More than 303 teams from 255 high schools in the Commonwealth have been chosen to take part in the 2017 Statewide Mock Trial Competition. Now in its 34th year, the program is sponsored by the Pennsylvania Bar Association Young Lawyers Division.
The participating schools from Philadelphia include: Abraham Lincoln High School, Archbishop Ryan High School, Boys Latin Of Philadelphia Charter School, Camelot Academy West, CAPA, Central High School (two teams), Constitution High School, Esperanza Academy Charter High School, Franklin Learning Center, Germantown Friends High School (three teams), Girard Academic Music Program, Girard College High School (two teams), Imhotep Institute Charter High School, Roman Catholic High School (three teams), Saint Joseph’s Preparatory School (two teams), Science Leadership Academy Beeber, Springside Chestnut Hill Academy, Tacony Academy Charter School, The Mathematics, Civics and Sciences Charter School and William Penn Charter School (two teams).
“Although it is called a competition, we view the mock trial program as a great academic opportunity for high school students, even those who do not plan future careers in the law,” said Joel C. Seelye of Altoona, chair of the association’s Young Lawyers Division. “Critical thinking, effective presentation skills and dispute resolution tactics are just some the ingredients needed to be successful in the mock trial program, and these are skills that will be helpful in many workplaces.”
The district and regional levels of the competition will continue throughout February and March. Fourteen teams will advance to the Pennsylvania Bar Association Statewide Mock Trial Championships, March 24 and 25, in Harrisburg. The winning team of the state championship will represent Pennsylvania in the national mock trial finals, May 11-13 in Hartford, Conn.
Children’s Fund earns perfect financial score
The Children’s Scholarship Fund of Philadelphia received a perfect score in terms of financial health, accountability and transparency in metric rankings, received from the Charity Navigator, a renowned independent charity evaluator.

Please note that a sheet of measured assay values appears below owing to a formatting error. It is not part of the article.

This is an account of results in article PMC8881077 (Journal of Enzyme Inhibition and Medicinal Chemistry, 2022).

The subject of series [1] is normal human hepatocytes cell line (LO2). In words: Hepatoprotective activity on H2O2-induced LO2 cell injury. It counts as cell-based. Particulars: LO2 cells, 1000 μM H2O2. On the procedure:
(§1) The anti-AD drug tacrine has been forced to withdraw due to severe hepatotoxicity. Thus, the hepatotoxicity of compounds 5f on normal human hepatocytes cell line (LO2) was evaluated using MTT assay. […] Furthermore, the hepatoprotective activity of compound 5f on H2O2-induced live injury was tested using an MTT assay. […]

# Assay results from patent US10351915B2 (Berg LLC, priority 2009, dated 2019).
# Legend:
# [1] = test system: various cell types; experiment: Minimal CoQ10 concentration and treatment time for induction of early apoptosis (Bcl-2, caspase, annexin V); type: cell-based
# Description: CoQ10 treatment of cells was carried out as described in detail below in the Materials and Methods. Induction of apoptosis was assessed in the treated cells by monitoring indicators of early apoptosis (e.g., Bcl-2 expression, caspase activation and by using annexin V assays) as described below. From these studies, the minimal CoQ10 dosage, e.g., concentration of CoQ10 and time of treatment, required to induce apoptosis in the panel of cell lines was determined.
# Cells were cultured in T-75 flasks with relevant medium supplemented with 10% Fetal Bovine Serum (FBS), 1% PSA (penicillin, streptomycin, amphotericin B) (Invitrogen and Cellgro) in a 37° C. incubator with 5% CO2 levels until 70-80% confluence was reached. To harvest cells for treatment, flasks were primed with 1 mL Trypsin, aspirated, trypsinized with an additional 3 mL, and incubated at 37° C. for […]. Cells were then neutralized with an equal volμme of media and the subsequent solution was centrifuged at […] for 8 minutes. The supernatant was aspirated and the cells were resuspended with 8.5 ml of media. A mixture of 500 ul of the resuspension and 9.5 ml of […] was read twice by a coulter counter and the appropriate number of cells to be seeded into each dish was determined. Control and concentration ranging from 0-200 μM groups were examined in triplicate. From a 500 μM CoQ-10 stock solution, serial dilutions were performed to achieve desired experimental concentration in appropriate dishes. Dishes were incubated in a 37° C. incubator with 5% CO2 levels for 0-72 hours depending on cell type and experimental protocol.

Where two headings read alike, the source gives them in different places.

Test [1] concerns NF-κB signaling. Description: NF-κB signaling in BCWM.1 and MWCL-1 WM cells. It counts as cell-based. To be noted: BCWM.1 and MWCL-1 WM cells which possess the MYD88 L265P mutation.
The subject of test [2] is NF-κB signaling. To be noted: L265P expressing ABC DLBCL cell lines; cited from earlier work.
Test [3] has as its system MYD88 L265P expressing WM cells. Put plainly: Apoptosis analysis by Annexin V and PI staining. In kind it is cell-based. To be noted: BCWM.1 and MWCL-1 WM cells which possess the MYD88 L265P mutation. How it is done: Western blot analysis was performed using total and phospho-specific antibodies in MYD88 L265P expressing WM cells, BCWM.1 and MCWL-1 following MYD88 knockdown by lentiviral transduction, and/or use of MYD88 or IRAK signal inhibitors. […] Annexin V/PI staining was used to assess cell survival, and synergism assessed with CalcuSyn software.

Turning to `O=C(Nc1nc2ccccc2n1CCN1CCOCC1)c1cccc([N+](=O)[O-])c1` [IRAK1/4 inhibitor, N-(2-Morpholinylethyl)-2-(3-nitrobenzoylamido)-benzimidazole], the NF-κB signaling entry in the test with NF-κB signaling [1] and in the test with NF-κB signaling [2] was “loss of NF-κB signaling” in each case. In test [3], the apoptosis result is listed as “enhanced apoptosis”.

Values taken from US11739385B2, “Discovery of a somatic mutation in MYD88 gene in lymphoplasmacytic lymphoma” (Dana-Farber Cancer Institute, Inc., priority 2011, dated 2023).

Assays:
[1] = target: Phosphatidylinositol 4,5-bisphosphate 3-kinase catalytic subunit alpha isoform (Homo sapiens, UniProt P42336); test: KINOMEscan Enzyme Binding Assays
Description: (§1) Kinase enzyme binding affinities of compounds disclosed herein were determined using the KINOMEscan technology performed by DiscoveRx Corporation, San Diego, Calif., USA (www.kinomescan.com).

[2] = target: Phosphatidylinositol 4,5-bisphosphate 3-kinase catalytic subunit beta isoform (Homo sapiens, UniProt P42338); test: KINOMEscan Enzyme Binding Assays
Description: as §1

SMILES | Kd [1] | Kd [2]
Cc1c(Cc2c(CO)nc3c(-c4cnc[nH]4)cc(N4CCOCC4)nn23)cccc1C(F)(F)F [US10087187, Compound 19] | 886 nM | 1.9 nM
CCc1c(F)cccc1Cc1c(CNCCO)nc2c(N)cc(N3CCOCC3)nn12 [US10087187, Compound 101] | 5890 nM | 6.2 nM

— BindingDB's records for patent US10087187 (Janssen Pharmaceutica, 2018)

CSFP, which is a privately funded program whose mission is to provide financial access for students from low income Philadelphia families, also made the Charity Navigator’s top 10 list for Highly Rated Charities Relying on Private Contributions.
“We are honored that Charity Navigator rated CSFP so highly for such important measures,” said Ina Lipman, executive director of the CSFP, in a statement. This score truly attests to our organization’s commitment to efficiency, transparency and responsibility to generous donors who have made it possible for deserving low-income children to get a great k-8th grade education. It also speaks to the thousands of lives we have changed in Philadelphia through our impactful program: over 96 percent of kids leaving our program in 8th grade onto graduate high school prepared and on time.”
AKA foundation to host movie screening
Through the Ivy Legacy Foundation, Rho Theta Omega Chapter of Alpha Kappa Alpha Sorority, Inc., hosted a screening of the film, “Hidden Figures,” to 1,000 middle and high school students on Jan. 7.
Three women featured in the film were mathematicians working with NASA and were also members of AKA. The sorority hopes the event will encourage 1,000 STARTS (Students Taking Aim and Reaching Success) STEM Challenge.
“Introducing young people to women in the sciences will encourage them to delve deeper into STEM vocations,” the chapter wrote in a statement. “It is our view that seeing is believing.”
Ruth Curran Neild joins Research for Action
Ruth Neild is now the Director of Research for Action’s Philadelphia Education Research Consortium, an initiative the organization launched with a grant from the William Penn Foundation.